EHR usage in small physician offices has helped spur overall EHR adoption to 61 percent, according to an SK&A report on physician office EHR use. Other key findings:
- The adoption rate for single doctor offices grew from 42.3 to 53.7 percent from 2013 to 2014.
- EHR adoption rates increase as the number of physicians practicing at each site rises; as the number of exam rooms at each site increases; and, as average daily patient volume rises.
- Physicians working for integrated health systems have higher adoption levels than providers working under other type ownership models.
- Epic, eClinicalWorks, and Allscripts lead other vendors in terms of market share.
St. Francis Health System (OK) will go live across its 70 physician offices in May and at its hospitals in June.
The AAFP offers an online PCMH planner to help practices achieve medical home practice transformation by assessing a practice’s current program and identifying specific goals to fill any gaps. The subscription-based planner starts at $100 for members and $149 for non-members.
How do these things still happen? A Topeka, KS man opens a dumpster in his office complex and finds discarded medical records, complete with patient names and social security numbers. Perhaps not coincidentally a document scanning service has an office in the same complex. The state attorney general’s office have removed the charts for further investigation.
The Naval Branch Health Clinic Albany (FL) announces the availability of secure email between patients and providers using RelayHealth’s secure messaging service.
GMed introduces a revenue cycle management service that complements its existing gastroenterology-specific EHR and practice management, report writing, and patient portal platform.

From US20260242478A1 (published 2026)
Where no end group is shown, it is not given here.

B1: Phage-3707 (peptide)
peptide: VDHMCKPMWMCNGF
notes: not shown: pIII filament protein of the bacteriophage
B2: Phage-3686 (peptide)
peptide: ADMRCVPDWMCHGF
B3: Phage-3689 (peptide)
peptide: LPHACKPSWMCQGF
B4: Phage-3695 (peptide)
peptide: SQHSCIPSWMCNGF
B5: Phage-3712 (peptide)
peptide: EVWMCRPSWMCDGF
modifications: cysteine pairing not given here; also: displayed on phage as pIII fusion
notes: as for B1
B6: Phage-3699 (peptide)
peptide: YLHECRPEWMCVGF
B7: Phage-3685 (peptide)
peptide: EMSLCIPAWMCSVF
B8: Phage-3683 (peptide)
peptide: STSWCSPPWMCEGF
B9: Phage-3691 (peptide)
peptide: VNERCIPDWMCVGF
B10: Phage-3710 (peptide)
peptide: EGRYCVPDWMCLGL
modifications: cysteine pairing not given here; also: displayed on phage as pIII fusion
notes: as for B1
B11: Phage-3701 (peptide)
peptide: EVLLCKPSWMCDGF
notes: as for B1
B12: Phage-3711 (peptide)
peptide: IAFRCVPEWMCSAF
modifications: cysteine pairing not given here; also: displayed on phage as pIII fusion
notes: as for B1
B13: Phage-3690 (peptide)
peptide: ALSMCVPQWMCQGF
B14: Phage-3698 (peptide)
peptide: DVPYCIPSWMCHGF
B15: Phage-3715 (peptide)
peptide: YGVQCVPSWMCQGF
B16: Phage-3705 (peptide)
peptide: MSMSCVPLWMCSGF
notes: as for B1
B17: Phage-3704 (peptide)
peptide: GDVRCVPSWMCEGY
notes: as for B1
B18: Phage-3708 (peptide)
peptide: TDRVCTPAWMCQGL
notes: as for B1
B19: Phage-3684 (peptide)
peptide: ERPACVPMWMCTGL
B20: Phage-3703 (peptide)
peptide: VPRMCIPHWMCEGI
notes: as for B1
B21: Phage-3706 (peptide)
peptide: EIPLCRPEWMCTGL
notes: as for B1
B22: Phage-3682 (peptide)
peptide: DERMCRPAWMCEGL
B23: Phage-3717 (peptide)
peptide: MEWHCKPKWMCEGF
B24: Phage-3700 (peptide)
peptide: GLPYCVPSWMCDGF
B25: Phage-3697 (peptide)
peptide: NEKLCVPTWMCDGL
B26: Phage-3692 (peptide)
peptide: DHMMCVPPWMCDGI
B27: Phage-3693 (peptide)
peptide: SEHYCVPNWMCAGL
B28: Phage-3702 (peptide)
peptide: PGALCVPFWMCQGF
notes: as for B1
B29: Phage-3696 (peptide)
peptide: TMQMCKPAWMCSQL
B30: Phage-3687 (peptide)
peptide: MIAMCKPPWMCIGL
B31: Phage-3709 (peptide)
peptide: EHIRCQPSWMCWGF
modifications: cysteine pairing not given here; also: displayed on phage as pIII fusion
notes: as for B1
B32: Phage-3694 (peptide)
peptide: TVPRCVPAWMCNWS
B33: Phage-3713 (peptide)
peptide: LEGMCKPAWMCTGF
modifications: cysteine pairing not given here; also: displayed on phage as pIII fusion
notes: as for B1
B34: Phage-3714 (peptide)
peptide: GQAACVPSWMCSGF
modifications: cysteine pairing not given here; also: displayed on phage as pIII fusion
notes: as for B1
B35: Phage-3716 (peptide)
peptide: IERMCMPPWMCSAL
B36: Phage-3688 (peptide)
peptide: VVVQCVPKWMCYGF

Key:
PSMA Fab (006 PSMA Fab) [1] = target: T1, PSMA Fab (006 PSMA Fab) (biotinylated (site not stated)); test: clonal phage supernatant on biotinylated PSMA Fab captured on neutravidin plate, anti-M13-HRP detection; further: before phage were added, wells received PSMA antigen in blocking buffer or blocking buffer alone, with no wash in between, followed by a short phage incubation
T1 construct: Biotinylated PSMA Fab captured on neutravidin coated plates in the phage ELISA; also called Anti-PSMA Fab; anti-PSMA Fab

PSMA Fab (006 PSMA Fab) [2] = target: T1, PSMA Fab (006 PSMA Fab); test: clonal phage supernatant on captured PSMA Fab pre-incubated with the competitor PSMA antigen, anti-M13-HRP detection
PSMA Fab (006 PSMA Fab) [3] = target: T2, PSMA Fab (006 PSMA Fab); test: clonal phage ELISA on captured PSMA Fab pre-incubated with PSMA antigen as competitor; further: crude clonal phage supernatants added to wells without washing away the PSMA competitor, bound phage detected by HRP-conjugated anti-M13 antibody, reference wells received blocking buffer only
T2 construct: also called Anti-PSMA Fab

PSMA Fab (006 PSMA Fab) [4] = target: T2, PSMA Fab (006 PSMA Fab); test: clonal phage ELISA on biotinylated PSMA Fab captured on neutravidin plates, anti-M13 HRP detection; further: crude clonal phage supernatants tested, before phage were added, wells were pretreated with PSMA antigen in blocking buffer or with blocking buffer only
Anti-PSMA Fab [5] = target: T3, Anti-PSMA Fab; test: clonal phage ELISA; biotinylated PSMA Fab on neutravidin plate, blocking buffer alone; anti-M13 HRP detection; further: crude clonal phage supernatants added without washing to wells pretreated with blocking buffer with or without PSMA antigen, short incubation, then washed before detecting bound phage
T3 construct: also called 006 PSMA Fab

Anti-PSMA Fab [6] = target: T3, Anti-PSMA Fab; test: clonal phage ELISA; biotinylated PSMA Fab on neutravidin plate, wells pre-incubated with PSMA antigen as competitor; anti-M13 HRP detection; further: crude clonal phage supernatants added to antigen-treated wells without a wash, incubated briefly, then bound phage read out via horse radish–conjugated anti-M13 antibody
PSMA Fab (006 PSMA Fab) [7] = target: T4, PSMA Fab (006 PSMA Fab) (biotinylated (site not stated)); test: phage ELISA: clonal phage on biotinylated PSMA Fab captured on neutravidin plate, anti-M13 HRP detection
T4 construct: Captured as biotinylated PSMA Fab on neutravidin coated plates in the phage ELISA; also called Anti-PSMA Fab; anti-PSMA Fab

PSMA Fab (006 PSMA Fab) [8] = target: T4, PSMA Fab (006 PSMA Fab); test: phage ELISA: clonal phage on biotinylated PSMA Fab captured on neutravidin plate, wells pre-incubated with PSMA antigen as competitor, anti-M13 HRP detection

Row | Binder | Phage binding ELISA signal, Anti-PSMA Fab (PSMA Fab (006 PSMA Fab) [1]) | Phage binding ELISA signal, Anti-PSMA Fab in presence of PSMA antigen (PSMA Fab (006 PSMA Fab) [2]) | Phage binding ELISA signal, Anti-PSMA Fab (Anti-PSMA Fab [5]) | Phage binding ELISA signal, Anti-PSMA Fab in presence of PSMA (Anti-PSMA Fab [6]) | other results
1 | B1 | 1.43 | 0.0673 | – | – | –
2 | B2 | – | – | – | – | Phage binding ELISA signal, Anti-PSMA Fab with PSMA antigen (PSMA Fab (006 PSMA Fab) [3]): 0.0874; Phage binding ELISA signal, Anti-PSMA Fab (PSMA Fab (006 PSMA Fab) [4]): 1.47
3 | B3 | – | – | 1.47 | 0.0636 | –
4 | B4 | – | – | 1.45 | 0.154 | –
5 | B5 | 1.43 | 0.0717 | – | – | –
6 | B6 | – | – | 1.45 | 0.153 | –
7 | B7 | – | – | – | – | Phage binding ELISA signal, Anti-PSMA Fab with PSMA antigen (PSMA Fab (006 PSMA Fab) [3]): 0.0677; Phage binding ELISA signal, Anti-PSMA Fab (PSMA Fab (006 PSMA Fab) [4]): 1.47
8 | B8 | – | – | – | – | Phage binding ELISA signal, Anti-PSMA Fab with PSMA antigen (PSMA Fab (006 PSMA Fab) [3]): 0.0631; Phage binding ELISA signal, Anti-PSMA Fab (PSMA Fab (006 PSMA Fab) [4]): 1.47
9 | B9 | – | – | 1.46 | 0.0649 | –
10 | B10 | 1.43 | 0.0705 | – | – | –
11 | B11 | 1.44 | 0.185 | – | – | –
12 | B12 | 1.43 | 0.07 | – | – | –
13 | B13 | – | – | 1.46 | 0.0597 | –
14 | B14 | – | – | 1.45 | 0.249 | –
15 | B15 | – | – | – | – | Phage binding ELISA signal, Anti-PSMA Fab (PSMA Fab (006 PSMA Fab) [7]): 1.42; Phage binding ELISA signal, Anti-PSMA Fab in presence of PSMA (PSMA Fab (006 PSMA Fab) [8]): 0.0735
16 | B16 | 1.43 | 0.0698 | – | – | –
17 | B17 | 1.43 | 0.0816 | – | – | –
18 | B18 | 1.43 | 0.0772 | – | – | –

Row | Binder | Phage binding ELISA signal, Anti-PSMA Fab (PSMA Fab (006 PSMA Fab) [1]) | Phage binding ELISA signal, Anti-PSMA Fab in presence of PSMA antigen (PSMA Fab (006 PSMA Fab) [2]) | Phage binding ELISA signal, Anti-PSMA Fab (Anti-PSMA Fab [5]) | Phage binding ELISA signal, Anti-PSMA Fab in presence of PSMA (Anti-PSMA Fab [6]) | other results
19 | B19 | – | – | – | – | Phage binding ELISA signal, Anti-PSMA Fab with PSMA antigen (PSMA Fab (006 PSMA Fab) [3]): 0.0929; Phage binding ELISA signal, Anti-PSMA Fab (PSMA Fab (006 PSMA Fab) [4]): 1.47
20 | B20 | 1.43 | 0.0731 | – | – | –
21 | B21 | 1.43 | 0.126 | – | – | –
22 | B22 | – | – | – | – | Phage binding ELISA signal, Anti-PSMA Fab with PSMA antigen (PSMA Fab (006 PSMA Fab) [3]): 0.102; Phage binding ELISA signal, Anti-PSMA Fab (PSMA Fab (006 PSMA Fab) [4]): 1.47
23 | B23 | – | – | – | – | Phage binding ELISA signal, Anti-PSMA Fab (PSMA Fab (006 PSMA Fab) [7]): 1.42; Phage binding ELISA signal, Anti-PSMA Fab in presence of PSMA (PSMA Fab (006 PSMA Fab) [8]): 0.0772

The Robert Wood Johnson Foundation launches Flip The Clinic, an initiative meant to transform the average doctor visit to be more satisfying. The idea is to have the Flip The Clinic website serve as a hub for patients, providers, and other stakeholders to share ideas for improving the physician visit experience so that it’s more satisfying for patients and optimizes physician expertise. I like the concept and the mission, but I’m not convinced it’s something the average patient (or physician) will take the time to find and participate in. I hope I’m wrong.
The use of copy and paste functionality in EHRs should only be permitted in the presence of strong technical and administrative controls, which include organizational policies and procedures, requirements for participation in user training and education, and ongoing monitoring. That’s the recommendation of AHIMA in a newly published position paper that warns users that the efficiency and time savings benefits of copy/paste functionality should be weighed against the potential for creating inaccurate, fraudulent, or unwieldy documentation. The use of copy and paste functionality is too entrenched in EHRs to be eliminated so kudos to AHIMA for offering solid and realistic recommendations to reduce the potential risks.
The Federation of State Medical Boards is considering a policy that could impact the delivery of telemedicine services by requiring a physician to be licensed where the patient is located. The policy also requires the same standards of care apply for both virtual and face-to-face encounters.